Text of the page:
What Treatments are available?

If you want treatment for your phobia, the first place to go is normally your family doctor. They can provide an assessment and explain what treatments are available. If you find it hard to get to the family doctor for an appointment, they should also be able to provide an assessment over the phone or in writing.

Your family doctor should explain all of your options to you, and your views should be taken into account before starting any treatment.

Talking treatments

There are different types of talking treatments that may be offered to treat a phobia. Some phobias, such as a fear of flying or driving, are so common that there are therapists who specialise in treating them. Your family doctor should be able to explain what options are available and may refer you for treatment.

Cognitive behaviour therapy

Cognitive behaviour therapy (CBT) aims to identify connections between thoughts, feelings and behaviour, and to help develop practical skills to manage any patterns that might be causing you problems. (See Mind’s booklet Making sense of cognitive behaviour therapy for more information.)

When CBT is used to treat phobias, it should include a range of different techniques, including a technique called exposure therapy (or desensitisation). Exposure therapy involves gradually exposing you, in a safe and controlled way, to the object or situation that you fear. For example, if you have a phobia of going to the dentist, you might read about the dentist, then look at a picture of a dentist’s chair, sit in the waiting room and talk to the dentist, before finally sitting in the dentist’s chair.

“I have been helped by a course of CBT. We looked at the circle of fear and did exercises to combat the fear… I’m not cured by any stretch of the imagination but I’m definitely better than I was. I only wish I’d done it sooner!”

Through repeated experiences of facing your fear, you feel an increasing sense of control over your phobia.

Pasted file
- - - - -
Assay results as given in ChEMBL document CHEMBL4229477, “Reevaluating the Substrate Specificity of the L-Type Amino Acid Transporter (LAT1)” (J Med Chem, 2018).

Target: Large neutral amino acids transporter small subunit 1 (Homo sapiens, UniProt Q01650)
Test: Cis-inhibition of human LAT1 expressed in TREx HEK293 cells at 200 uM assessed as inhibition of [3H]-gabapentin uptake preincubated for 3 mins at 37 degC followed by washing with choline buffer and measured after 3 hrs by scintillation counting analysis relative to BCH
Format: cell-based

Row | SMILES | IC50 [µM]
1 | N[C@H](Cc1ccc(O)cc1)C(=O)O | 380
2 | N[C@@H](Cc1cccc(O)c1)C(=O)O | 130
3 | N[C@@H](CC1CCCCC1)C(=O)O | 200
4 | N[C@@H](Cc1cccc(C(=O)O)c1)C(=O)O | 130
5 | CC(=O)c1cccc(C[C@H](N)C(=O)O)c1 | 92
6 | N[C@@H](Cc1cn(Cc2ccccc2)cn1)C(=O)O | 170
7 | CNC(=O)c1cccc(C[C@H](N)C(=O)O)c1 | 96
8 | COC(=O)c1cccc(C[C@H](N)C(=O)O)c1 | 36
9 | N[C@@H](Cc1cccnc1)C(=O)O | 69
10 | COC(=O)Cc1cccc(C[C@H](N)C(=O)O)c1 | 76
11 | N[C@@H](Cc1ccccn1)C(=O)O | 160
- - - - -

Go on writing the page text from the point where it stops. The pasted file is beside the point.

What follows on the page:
“I used to be scared to pick up the phone and go shopping alone, but practice helped and boosted my confidence.”

This technique needs to be carefully managed to avoid causing distress and anxiety, so it is important that you understand the treatment fully and feel comfortable with your therapist.

You may also be offered a programme of CBT using a workbook or a computer, which you can follow either by yourself or alongside sessions with a therapist. This might be particularly helpful if you experience social phobia, telephone phobia or agoraphobia, as you can complete the therapy in your own home.


Many people who have phobias find hypnotherapy helpful for relieving their symptoms.


If your phobia causes significant anxiety, you may be offered medication to help you deal with this. Currently, there are three classes of drugs considered useful in managing anxiety. These are:

  • Antidepressants
  • tranquillisers (benzodiazepines)
  • Beta-blockers


The most commonly prescribed drugs are selective serotonin reuptake inhibitor (SSRI) antidepressants, such as paroxetine (Seroxat), citalopram (Cipramil) and escitalopram (Cipralex). These drugs can be helpful, but may also have side effects that include sleep problems and increased anxiety. If SSRIs do not work or are not suitable, you may be offered a tricyclic antidepressant, such as imipramine HcI or clomipramine.

If you have social phobia, you may be offered the reversible MAOI (monoamine oxidase inhibitor) antidepressant, moclobemide (Manerix). MAOI antidepressants interact dangerously with certain foods, and a warning about which foods to avoid is given with the drugs in the Patient Information Leaflet (PIL).

All of these drugs may take several weeks to work. They may also cause side effects, which your family doctor should discuss with you. When you stop taking the drugs, you may experience withdrawal symptoms, such as dizziness, tingling, an upset stomach or headaches. It is therefore important to reduce the dose slowly.


If you experience very severe anxiety that is having a significant impact on your day-to-day life, you may be offered a benzodiazepine tranquilliser, such as diazepam (Valium), to reduce anxiety. Benzodiazepines can be addictive, so they should be taken at a low dose and for a short period of time, preferably as a one-off dose and for no longer than four weeks. (See Mind’s online booklet Making sense of sleeping pills and minor tranquillisers for more information.)


Beta-blockers, such as propranolol, are sometimes used to treat the physical symptoms of anxiety, such as a rapid heartbeat, palpitations and a tremor (shaking). However, they are not psychiatric drugs, so they do not reduce any of the psychological symptoms. They may be helpful in certain situations if you have to face a phobia, such as going on an aeroplane. Beta-blockers can cause side effects, such as sleep problems and nightmares, but they do not have withdrawal symptoms and are not addictive. Because of the effects they have on the heart and blood pressure, you should stop taking them gradually, by slowly reducing the dose.


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